1/12/13

Sarcasm Daggers





Sarcasm (coming from the Greek sarkasmos which means to tear flesh): a remark made to hurt someone's feelings

"Cruelty is shameful-unless the cruel man can represent it as a practical joke." -C.S. Lewis

I sat there, like a convict with her execution approaching rapidly, with hopeless eyes as I awaited the Daggers about to be thrown at me.

The ones holding these Daggers, these stones that would no doubt destroy another part of me just like the last time, didn't do it with a malice heart. They didn't stand around throwing Darts infused with hurtful words at a picture of my face. They never sat around a table ping ponging ideas back and forth on how to inflict more pain on me. They thought these Daggers were fun. They were a part of some sort of game and I was lucky to be the victim. It meant I was "in." They called these Daggers their "sense-of-humor;" this thing they did to get a laugh all the while destroying my fragile soul.

But it was all fun and games... right? So they said. And so I said, under my breath, hoping I would just believe those words and move on with my life, as they played a sort of Scrabble with my heart, putting together letters to form words like "boring" and "weird" and "dumb" and saying it was joke so just laugh at it.

But it wasn't laughable to me; it never has been. These words had flown into my soul and made a nest. They had laid the eggs of Insecurity and Bitterness and the evil one had made sure these eggs broke through with life. He---and I---let them fly rampant, destroying all the treasures tucked into alcoves of my soul.

These words were like rough hands strangling my Personality. Suffocating me, telling me to "Shut up and sit there because no one wants to hear your jokes or ideas or dreams."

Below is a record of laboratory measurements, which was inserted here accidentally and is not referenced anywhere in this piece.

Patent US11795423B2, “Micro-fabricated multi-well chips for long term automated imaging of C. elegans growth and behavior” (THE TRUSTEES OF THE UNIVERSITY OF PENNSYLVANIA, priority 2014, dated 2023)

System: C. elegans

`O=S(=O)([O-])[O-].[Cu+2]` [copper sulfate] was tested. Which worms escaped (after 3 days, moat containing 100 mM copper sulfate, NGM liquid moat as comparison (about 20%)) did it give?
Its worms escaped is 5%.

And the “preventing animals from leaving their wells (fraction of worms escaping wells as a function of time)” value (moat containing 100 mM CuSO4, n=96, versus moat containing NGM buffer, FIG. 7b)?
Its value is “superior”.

These hands created scars that defined me and told me, every time I looked at them, that I was not worth it.

And all the while I felt like it was my fault for letting all the Daggers hit me like they did. I had an issue, a disease and it was called "Too Sensitive."

And because it was all my fault, because these twisted compliments and "funny hating" were all my fault, I let them sculpt me into someone I didn't want to be: a girl terrified of who she was. A girl who kept quiet so she'll never have to hear the words "You're not funny" or "You're dumb" or "Don't be so obnoxious" ever again.

And I knew that if I ever fought those Daggers, if I ever called them out asking of them why they were so mean, they would just look at me with their taunting eyes and say, "Stop being so sensitive, Savannah."

And maybe I do need to stop shrinking away like a little puppy dog when someone wraps up a hurtful joke in an air of humor.

But then again, maybe I don't. And I won't. Because this I know: behind every sarcastic remark made there is truth. John Haiman, a linguist at Macalester College in St. Paul, Minn., said that when sarcasm is used the ones using it are rarely kidding. The words they say come from a very authentic place, it's just wrapped up in Sarcasm wrapping paper and tied with a Don't-Take-It-So-Serious bow for their own protection.

Maybe this is too little, too late. Seeing us change---our Twitter feeds, statuses, words spoken---from sarcasm to grace-filled truth seems impossible. A feat that could never be accomplished.

But I know what I can change: me. I can change what I say, the words I use, the way in which I speak. And to you I promise this: I promise to try my hardest to love you like a brother or sister. I promise to try my best to encourage you, compliment you and be your biggest cheerleader in life. I promise to try and make you know how great you are, how lovely you are, how much I adore you, how much I enjoy you. I promise to try and turn from taking the easy way, turn from using the "lowest form of wit" as Oscar Wilde put it, turn from coating my words in protective Daggers because I am insecure.

 I promise to belt out Love like a jazz singer in a lonely bar at you when everyone else in your life is screaming Hate at the top of their lungs.


Here is a list of some other people talking about how sarcasm can mess you up: Craig Groeschel's book Soul Detox, Tyler Huckabee's Could We BE More Obsessed with Sarcasm for Relevant Magazine, Lauren Dubinksy's Your Jokes Suck: Why I Don't Date You and Imperfecting Parenting: You Hurt Me, Todd's The Damaging Effects of Sarcasm, Lisa Merlo-Booth's The Sting of Sarcasm Doesn't Belong in Relationships